The team from I.S. 318 in Brooklyn currently receives $20,000 from the city, money that could go away if the proposed budget, which calls for $130 million to be cut from child care and after-school programs is passed by the city council
By Mark Morales / NEW YORK DAILY NEWS
Thursday, June 6, 2013, 8:08 PMIt could be checkmate for Brooklyn’s chess darlings if city officials cut funding for afterschool programs.
Parents and teachers at Intermediate School 318 in Williamsburg have been struggling to raise enough money to keep the program afloat for the last five years.
Without the much-needed funding, the team couldn’t train after-school or attend local tournaments — virtually killing the famed program which took national titles last year in junior high school and high school divisions.
“It would be like a football team that can’t hold practice before the big game on Sunday,” said assistant principal John Galvin. “To achieve the same level of success would be nearly impossible.”
The program has been so successful, Hollywood hotshot producer Scott Rudin purchased the rights from Katie Dellamaggiore, who created the 2012 documentary “Brooklyn Castle” about the team.
The chess program costs $60,000 to run — which includes classes after-school and travel to local tournaments on the weekends — according to Galvin.
The city kicks in $20,000 as part of the afterschool funding.
Faculty and the chess masters have been working overtime to raise the rest of the money by selling candy, running bake sales and appealing to private donors.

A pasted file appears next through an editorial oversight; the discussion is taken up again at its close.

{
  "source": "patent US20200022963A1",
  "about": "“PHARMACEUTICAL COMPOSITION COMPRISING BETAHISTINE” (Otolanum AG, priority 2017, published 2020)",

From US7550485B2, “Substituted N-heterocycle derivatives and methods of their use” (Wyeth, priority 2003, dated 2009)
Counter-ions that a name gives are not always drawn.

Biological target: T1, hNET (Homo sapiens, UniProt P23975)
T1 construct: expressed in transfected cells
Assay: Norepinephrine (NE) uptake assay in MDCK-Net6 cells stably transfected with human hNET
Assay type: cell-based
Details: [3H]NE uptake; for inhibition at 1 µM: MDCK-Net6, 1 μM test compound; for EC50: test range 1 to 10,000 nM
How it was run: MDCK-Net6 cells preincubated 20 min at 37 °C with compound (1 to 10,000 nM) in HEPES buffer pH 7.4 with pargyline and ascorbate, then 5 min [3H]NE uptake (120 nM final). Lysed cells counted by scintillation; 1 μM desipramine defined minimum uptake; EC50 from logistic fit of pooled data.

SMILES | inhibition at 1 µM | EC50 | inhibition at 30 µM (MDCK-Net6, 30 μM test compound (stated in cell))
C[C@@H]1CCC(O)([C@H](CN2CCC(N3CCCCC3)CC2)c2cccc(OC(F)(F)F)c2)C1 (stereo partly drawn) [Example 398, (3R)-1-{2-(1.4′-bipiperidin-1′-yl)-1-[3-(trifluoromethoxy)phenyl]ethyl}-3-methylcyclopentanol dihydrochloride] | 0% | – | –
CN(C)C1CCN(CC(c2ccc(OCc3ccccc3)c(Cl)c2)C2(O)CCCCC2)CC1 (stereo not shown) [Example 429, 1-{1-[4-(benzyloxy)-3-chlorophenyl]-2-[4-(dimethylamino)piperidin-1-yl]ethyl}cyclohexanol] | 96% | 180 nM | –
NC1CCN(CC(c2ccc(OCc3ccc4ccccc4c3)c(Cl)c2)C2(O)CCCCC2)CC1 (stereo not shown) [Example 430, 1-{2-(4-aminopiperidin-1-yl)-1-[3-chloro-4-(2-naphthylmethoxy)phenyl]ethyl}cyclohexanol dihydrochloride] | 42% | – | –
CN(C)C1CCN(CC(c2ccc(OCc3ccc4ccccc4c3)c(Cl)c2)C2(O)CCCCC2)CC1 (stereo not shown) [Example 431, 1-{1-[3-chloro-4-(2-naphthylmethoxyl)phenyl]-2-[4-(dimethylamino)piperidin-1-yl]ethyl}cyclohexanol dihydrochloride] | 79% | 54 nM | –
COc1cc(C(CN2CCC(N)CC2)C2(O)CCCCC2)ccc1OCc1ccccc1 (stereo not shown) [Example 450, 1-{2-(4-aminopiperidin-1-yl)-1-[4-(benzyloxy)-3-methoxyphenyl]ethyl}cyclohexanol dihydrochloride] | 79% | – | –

But Galvin said if they needed to raise an extra $20,000 to cover what the city kicks in, it would be a death blow.
“This is the best chess program in the U.S. I don’t even know how we would break the news to the kids,” said Galvin.
So far, city officials and members of the city council are trying to hammer out a budget which is due by June 30. The current budget on the table calls for $130 million to be cut from child care and after-school programs.
Teachers and students at the school said they’d be crushed if the program was axed.
“I love the chess program. It’s more than just a game,” said sixth grader Lennin Antunish, 12. I’ve played it all my life. I would be pretty devastated if it gets cut.”
Chess teacher Elizabeth Spiegel said the pressure to raise money is constant.
“It’s a terrible thing,” said Spiegel “It’s hard to have a program when you don’t know year to year if it’s going to exist.”
But IS 318’s chess program isn’t the only one on the chopping block. Advocates estimate 47,000 children will lose out on childcare and after-school programs if the cuts go through.